disabled veterans with cervicogenic headaches

Cervicogenic Headaches

What Are Cervicogenic Headaches?

Cervicogenic headaches are a type of headache caused by musculoskeletal issues in the cervical spine (the bones of the neck). Cervicogenic headaches are a form of “referred pain,” i.e. pain caused by damage to a part of the body (the cervical spine) that is felt in another location (the head). Cervicogenic headaches may occur as a side-effect of whiplash, weight lifting or other sports injuries, and other heavy strains on the cervical spine and/or head. Be sure to talk to your doctor or neurologist in depth about your headaches as well as your work and injury history to ensure you get the correct diagnosis for your headache condition, as each headache type of headache is calls for different treatments.

What Are the Symptoms of Cervicogenic Headaches?

Cervicogenic headaches manifest differently in everyone who has them, but usually appear as headaches with accompanying neck pain and/or stiffness. Here are ten common symptoms of cervicogenic headaches:

– Reduced neck flexibility

– Pain on one side of the head or face

– Neck stiffness and pain

– Headache triggered by certain neck positions/movements

– Light and noise sensitivity

– Nausea

– Pain in the eye area

– Arm, shoulder, or neck pain

– Blurred vision

– Involuntary flexion/tension of the neck

Proving Service Connection and Unemployability for Cervicogenic Headaches

Veterans who suffer from cervicogenic headaches are eligible for service connection if their headaches were diagnosed in service, within twelve months of discharge, or as a secondary condition to another service-connected impairment. Because cervicogenic headaches are caused by musculoskeletal issues in the neck, they are often diagnosed as secondary conditions to other orthopedic conditions such as cervical strain. Service medical treatment records, VA medical records, and records of other doctor and clinic visits can help you establish service connection for your cervicogenic headaches.

Once service connection has been established, cervicogenic headaches are evaluated using the disability rating scale for migraine headaches. This is because there are no rating schedules for headache conditions other than migraines. Instead, all headache conditions are considered “closely analogous” to migraines under 38 CFR 4.20. As a result, the maximum schedular disability rating a veteran can receive for cervicogenic headaches is 50 percent (see the rating schedule below). A rating of 50 percent is assigned to veterans who suffer from “very frequent completely prostrating and prolonged attacks productive of severe economic inadaptability.” The term “prostrating” means that the headaches are so severe that the veteran is forced to lie down and wait for the pain subside.

Especially for veterans whose cervicogenic headaches are secondary to other disabilities, being forced to lie down for long periods of time makes ordinary functioning very difficult, especially the daily demands of a full-time job. If a veteran’s headaches are so bad that they cannot work at all, they are entitled to full unemployability benefits, not just 50 percent. Over the course of our firm’s work with veterans suffering from severe headaches, Friedman Disability has developed an understanding of the evidence and legal arguments required to win total disability ratings based on individual unemployability (TDIU ratings) for severe headaches.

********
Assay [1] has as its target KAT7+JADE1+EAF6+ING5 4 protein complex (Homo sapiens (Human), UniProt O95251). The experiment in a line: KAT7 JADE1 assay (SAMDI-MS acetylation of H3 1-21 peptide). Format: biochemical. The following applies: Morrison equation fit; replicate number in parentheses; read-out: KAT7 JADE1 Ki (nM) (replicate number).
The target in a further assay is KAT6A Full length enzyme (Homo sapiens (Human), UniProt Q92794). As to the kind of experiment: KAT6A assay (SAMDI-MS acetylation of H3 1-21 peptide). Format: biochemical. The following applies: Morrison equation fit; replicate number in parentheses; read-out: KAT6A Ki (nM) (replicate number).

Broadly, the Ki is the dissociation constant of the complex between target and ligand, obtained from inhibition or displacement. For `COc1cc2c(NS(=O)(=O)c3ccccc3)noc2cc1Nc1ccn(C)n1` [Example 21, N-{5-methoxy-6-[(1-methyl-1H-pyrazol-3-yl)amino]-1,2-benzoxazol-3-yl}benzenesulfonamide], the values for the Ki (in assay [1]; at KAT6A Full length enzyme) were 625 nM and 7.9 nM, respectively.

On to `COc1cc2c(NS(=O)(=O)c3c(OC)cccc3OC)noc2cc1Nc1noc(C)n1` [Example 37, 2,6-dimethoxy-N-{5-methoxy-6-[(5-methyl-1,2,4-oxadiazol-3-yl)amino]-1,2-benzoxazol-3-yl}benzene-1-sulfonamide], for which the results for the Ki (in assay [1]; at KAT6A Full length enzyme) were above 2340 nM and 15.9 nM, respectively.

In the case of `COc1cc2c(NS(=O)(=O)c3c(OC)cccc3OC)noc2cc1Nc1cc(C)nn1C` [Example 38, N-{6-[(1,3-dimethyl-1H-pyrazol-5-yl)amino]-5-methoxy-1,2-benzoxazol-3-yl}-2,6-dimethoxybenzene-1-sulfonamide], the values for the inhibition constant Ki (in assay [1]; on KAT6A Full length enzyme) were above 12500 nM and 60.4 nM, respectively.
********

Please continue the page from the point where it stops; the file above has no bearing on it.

Essentially, our firm’s usual argument is that a person who must lie down for long periods of time without prior notice is unable to meet the demands of a job requiring regular attendance. In order to prove this to the VA, our firm may submit opinions from vocational and/or medical experts, and will usually ask the veteran to keep a headache journal to record the frequency and severity of their attacks. Sworn declarations from family members, coworkers, or fellow servicemembers may also help demonstrate the severity of your headaches to the VA.

Rating Schedule for Cervicogenic Headaches

Like all headache conditions, cervicogenic headaches are evaluated using the schedule for migraine headaches, with a maximum schedular rating of 50 percent.

50 Percent:
With very frequent completely prostrating and prolonged attacks productive of severe economic inadaptability

30 Percent:
With characteristic prostrating attacks occurring on an average once a month over last several months

10 Percent:
With characteristic prostrating attacks averaging one in 2 months over last several months

0 Percent (Noncompensible):
With less frequent attacks

Win a TDIU Rating for Your Cervicogenic Headaches with Friedman Disability

For more than 25 years, Friedman Disability has been representing veterans with a wide variety of physical and mental health conditions in their VA disability claims. Over that time, our veteran advocates have developed a suite of proven legal strategies, effective evidence-gathering procedures, and a network of connections to vocational and medical experts. Our award-winning disability attorneys have used these resources to win total disability benefits for more than 5,000 veterans, and are ready to help you too. Friedman Disability also has extensive experience winning TDIU ratings for veterans with severe headaches. Our fee is 20 percent of your past-due benefits ONLY if we win your claim. For a free legal consultation, call our offices today at 800-742-5035, or visit https://veterans-disability-lawyers.com/contact-us.